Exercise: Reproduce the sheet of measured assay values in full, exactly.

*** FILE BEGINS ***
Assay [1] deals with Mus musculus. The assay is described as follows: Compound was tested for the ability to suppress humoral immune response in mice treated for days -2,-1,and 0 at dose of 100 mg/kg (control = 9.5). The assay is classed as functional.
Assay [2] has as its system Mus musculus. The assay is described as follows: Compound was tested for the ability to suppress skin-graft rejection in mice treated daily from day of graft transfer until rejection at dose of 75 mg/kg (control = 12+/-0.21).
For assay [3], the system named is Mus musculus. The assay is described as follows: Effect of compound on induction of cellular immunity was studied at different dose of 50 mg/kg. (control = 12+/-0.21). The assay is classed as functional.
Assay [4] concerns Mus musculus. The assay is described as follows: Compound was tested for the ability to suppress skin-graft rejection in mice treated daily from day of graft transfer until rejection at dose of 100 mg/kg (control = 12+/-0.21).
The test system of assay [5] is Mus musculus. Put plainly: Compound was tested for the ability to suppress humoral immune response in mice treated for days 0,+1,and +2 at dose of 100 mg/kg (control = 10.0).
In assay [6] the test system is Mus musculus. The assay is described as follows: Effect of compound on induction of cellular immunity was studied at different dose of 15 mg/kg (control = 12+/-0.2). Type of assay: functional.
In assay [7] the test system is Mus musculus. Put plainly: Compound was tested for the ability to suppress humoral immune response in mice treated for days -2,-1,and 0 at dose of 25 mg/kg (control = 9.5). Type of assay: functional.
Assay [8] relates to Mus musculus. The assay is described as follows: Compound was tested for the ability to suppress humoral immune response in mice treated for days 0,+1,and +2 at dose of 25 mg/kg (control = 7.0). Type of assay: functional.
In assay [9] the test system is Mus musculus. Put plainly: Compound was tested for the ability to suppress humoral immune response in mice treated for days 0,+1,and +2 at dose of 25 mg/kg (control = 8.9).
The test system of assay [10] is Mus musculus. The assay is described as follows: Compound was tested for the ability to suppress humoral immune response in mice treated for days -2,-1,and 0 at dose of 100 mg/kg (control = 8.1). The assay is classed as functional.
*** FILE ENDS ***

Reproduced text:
Assay [1] deals with Mus musculus. The assay is described as follows: Compound was tested for the ability to suppress humoral immune response in mice treated for days -2,-1,and 0 at dose of 100 mg/kg (control = 9.5). The assay is classed as functional.
Assay [2] has as its system Mus musculus. The assay is described as follows: Compound was tested for the ability to suppress skin-graft rejection in mice treated daily from day of graft transfer until rejection at dose of 75 mg/kg (control = 12+/-0.21).
For assay [3], the system named is Mus musculus. The assay is described as follows: Effect of compound on induction of cellular immunity was studied at different dose of 50 mg/kg. (control = 12+/-0.21). The assay is classed as functional.
Assay [4] concerns Mus musculus. The assay is described as follows: Compound was tested for the ability to suppress skin-graft rejection in mice treated daily from day of graft transfer until rejection at dose of 100 mg/kg (control = 12+/-0.21).
The test system of assay [5] is Mus musculus. Put plainly: Compound was tested for the ability to suppress humoral immune response in mice treated for days 0,+1,and +2 at dose of 100 mg/kg (control = 10.0).
In assay [6] the test system is Mus musculus. The assay is described as follows: Effect of compound on induction of cellular immunity was studied at different dose of 15 mg/kg (control = 12+/-0.2). Type of assay: functional.
In assay [7] the test system is Mus musculus. Put plainly: Compound was tested for the ability to suppress humoral immune response in mice treated for days -2,-1,and 0 at dose of 25 mg/kg (control = 9.5). Type of assay: functional.
Assay [8] relates to Mus musculus. The assay is described as follows: Compound was tested for the ability to suppress humoral immune response in mice treated for days 0,+1,and +2 at dose of 25 mg/kg (control = 7.0). Type of assay: functional.
In assay [9] the test system is Mus musculus. Put plainly: Compound was tested for the ability to suppress humoral immune response in mice treated for days 0,+1,and +2 at dose of 25 mg/kg (control = 8.9).
The test system of assay [10] is Mus musculus. The assay is described as follows: Compound was tested for the ability to suppress humoral immune response in mice treated for days -2,-1,and 0 at dose of 100 mg/kg (control = 8.1). The assay is classed as functional.